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The administrator of the decedent’s estate brought a wrongful death and survival action against Union Health Service based on alleged negligence in providing medical treatment the decedent. UHS moved to dismiss on the grounds that it is immune from suit under the Voluntary Health Services Plans Act (215 ILCS 165/26), as a “health services plan corporation”. The Act provides: A health services plan corporation incorporated prior to January 1, 1965, operated on a not for profit basis, and neither owned or controlled by a hospital shall not be liable for injuries resulting from negligence, misfeasance, malfeasance, nonfeasance or malpractice on the part of any officer or employee of the corporation, or on the part of any person, organization, agency or corporation rendering health services to the health services plan corporation’s subscribers and beneficiaries.” The circuit court denied the motion, reasoning that a 1988 amendment to section 26 was unconstitutional because it left intact UHS’s statutory immunity while eliminating that immunity for all other similarly situated entities. The Illinois Supreme court reversed. UHS was also immune under the prior version of the law. The former version of the law has been upheld by our appellate court against constitutional attack. addressing the constitutionality of the 1988 amendment is not necessary for resolution of this case. View "Gonzalez v. Union Health Service, Inc." on Justia Law

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Monson was shopping in Danville. Walking to her car, she felt her foot hit a piece of concrete, tripped and fell onto the sidewalk, sustaining injuries. Public Works Director Ahrens made final decisions about which sections would be repaired during a project to inspect and repair sidewalks that ended in March 2012. Ahrens considered the concrete’s condition; variations between slabs; the path of pedestrian travel; the area’s intended use; proximity to other structures; and available time and cost. There was no policy addressing these factors. Ahrens could not recall inspecting the section but stated, "we … looked at every slab” and that the section where Monson fell was “either not prioritized” or “replacement could not fit with the allowable time and budget ... I used my discretion.” In Monson’s lawsuit, the court granted the city summary judgment, citing the Local Governmental and Governmental Employees Tort Immunity Act (745 ILCS 10/2-109, 2-201). The Illinois Supreme Court reversed. A negligence claim based on a municipality’s violation of the duty to maintain its property can be subject to discretionary immunity under section 2-201 if the employee held either a position involving the determination of policy or a position involving the exercise of discretion and the act or omission giving rise to the injuries was a determination of policy and an exercise of discretion; ministerial acts are not immune. Decisions involving repairs to public property can be discretionary, so a public entity claiming immunity for an alleged failure to repair a defective condition must present sufficient evidence that it made a conscious decision not to perform the repair. Danville has not done so. View "Monson v. City of Danville" on Justia Law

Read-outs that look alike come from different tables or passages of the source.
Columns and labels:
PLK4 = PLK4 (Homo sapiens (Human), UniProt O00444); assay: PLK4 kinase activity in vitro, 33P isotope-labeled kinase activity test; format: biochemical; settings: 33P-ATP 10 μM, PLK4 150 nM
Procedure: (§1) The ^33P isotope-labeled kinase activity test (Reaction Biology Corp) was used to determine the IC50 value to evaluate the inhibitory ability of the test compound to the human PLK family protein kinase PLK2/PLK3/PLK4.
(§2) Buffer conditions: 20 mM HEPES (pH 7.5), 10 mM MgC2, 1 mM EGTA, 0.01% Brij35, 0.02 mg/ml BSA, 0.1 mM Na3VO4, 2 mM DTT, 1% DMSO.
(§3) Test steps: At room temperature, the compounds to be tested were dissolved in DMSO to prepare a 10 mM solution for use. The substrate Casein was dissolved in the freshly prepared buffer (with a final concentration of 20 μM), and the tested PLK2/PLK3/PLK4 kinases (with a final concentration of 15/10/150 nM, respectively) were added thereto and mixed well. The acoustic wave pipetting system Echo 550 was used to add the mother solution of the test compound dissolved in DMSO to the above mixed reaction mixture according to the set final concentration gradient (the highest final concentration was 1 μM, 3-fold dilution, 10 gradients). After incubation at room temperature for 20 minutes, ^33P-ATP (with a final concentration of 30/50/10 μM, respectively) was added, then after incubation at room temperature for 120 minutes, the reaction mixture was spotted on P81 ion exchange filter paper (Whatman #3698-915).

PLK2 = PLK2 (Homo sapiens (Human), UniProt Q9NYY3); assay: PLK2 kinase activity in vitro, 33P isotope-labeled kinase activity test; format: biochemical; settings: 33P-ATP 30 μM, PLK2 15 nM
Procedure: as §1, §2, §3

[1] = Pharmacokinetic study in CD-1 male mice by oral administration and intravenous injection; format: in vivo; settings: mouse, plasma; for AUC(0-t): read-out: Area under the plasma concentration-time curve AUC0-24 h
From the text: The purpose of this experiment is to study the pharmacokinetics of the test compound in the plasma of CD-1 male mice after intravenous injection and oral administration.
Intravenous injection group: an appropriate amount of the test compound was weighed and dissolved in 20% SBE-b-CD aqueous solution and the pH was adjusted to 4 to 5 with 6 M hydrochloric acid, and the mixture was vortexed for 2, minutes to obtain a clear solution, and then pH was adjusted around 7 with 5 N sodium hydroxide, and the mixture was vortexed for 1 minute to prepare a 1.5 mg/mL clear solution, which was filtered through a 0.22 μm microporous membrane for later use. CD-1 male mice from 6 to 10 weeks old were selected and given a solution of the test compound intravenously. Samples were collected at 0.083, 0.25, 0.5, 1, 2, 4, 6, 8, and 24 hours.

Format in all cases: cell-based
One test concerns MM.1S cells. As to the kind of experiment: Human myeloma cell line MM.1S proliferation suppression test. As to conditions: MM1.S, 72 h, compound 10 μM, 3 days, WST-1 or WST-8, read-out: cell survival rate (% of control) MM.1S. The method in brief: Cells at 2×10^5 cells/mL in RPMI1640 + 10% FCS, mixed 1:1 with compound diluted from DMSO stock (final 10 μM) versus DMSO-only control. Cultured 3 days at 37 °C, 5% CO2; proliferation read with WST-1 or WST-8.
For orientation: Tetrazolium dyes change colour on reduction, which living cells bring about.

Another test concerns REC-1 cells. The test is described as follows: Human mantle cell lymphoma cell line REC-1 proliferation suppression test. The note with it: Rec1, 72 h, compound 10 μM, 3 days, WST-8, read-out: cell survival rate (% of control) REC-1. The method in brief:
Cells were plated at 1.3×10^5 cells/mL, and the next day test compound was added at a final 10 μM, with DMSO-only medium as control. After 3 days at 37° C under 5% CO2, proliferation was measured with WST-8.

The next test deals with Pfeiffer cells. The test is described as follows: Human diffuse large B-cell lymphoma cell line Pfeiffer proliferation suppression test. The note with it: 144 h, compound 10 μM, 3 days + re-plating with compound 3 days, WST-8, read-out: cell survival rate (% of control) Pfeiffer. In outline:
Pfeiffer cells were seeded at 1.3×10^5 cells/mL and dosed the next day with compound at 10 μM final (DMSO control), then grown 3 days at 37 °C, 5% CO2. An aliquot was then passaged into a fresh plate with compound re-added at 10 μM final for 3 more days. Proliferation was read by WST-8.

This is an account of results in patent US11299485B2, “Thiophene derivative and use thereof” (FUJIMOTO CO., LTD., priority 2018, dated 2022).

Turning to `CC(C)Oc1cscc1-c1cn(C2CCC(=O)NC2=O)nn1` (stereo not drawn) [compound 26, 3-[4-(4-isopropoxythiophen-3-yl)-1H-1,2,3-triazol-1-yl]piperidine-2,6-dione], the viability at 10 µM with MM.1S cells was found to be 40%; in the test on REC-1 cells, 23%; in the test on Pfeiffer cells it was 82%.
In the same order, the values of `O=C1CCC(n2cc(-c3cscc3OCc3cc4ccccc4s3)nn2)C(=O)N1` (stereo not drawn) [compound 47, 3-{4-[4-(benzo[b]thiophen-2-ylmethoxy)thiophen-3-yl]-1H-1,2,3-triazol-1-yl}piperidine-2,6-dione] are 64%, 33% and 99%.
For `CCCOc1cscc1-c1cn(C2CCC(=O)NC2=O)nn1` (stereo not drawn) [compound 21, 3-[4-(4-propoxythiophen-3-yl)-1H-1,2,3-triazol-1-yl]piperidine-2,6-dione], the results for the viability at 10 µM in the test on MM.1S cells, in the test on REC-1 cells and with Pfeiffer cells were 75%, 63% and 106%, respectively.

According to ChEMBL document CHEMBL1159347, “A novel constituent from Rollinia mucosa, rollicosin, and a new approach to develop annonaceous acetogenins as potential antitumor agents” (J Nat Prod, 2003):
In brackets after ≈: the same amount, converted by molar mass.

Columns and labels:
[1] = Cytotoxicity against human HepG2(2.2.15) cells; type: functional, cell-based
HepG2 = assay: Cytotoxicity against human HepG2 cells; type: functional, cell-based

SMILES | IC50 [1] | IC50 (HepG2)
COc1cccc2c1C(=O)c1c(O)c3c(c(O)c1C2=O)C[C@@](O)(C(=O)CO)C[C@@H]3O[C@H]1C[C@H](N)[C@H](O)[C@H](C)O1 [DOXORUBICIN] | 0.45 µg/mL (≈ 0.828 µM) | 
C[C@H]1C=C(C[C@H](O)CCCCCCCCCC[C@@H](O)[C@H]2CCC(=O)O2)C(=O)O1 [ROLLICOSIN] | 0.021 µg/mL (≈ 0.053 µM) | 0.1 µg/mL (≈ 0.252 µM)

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State Farm issued two policies of motor vehicle insurance to plaintiff, covering a Pontiac Grand Am and a Pontiac GTO. Each policy provided liability, uninsured motorist, and underinsured motorist coverage in the amounts of $100,000 per person and $300,000 per accident. Each contained a “Driver Exclusion Endorsement” that excluded Evans. Plaintiff was a passenger in a Hyundai automobile that was owned and operated by Evans when Evans’s vehicle was involved in an accident with another automobile. Evans was at fault. Plaintiff was injured and had more than $30,000 in medical bills. Evans’s insurer paid plaintiff $20,000, the policy limit. State Farm denied plaintiff's claim for underinsured motorist coverage. The circuit court granted plaintiff summary judgment. The appellate court and the Illinois Supreme Court affirmed, citing the Illinois Safety and Family Financial Responsibility Law (625 ILCS 5/7-601(a)), under which no one may operate a motor vehicle or allow a vehicle to be operated without obtaining sufficient insurance, and the Insurance Code (215 ILCS 5/143a, 143a-2), requiring automobile liability insurance policies to include uninsured and underinsured motorist coverage. The court reasoned that the named driver exclusion violated Illinois mandatory insurance requirements and public policy where the exclusion barred coverage for the named insured. View "Thounsavath v. State Farm Mutual Automobile Insurance Co." on Justia Law